wait 5 minutes, then freak out

In my early days of work at a church full time, I was the technical director of a church that met in a high school theater. It was a brand new facility and the theater was state-of-the-art, so it was a pretty sweet set up. On the downside, we had 3 semi-trailers full of gear to set up and tear down each week. Fortunately, there was a great team of volunteers who knocked it out every week. Freak Out signFor the most part, we had a pretty robust system for getting all this stuff set up and working on time. However, there were several times that there was a glitch in the system. That one time I overslept. Those times when the custodian opening the building overslept. And the countless times that rooms in the building were double booked. I can remember one such time where the cafeteria, which was our video overflow room, was also rented out to some kind of yoga group. When we realized there was an issue, most of my team started to freak out. Not just mild freak out, but full on “how can church possibly still happen” and “this is a major disaster” types of panic. In that moment, I wanted to join in with the whole team freak out. I figured it would be a great bonding moment for us. But although I  wanted to panic, I was pretty sure that wouldn’t help any of us. Not only would it just be one more person losing it, but as the leader, I was certain my team needed to see me stay calm. In the split second it took my brain to go through this exercise, I decided to stay calm for 5 minutes while I tried to solve the problem. After 5 minutes, if we hadn’t come up with a solution, I would join my team in freaking out. But for at least 5 minutes I would hold it together for the sake of my team. After 5 minutes, I would stop worrying about my team and give in to my panic. In this example, and in pretty much every example since I started living with this mantra running through my head, a solution was uncovered within the 5 minute window. If you are a leader in production, how do you handle a crisis situation? Does your team know that you can be trusted to hold it together long enough to come up with a solution? Do they look to you for everything to be all right or do they know that you will join them in panic mode?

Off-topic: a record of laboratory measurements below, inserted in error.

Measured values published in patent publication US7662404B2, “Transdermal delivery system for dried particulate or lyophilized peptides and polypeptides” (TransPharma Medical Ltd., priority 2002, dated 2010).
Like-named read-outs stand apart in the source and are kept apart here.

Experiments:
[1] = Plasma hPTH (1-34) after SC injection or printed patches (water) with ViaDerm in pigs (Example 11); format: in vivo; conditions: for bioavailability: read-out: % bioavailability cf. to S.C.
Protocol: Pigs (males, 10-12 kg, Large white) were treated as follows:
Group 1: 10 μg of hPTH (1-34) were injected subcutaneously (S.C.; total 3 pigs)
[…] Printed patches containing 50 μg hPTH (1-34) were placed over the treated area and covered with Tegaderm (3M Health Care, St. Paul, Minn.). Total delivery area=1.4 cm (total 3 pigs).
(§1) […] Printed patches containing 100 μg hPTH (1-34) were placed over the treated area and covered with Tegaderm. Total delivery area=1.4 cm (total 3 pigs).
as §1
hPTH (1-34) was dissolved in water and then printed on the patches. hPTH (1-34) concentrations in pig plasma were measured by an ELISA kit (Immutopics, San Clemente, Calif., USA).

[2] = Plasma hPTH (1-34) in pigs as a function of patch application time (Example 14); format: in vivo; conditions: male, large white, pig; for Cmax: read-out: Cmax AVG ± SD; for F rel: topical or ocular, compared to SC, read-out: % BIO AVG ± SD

photo by:
  • Eric Bramlett

    Another version of this is what I call the “rolodex”, where I commit myself to responding with the second thing I would say – never the first. I rolodex to the second thing, and almost always it’s a calmer and more helpful thing to contribute to the situation. Love it. So I guess in to follow the form the second thing to say would be “C’est Chic”, which is a great thing to say.

    • So great! And you’re right, “That is stylish!” is the perfect answer to pretty much anything.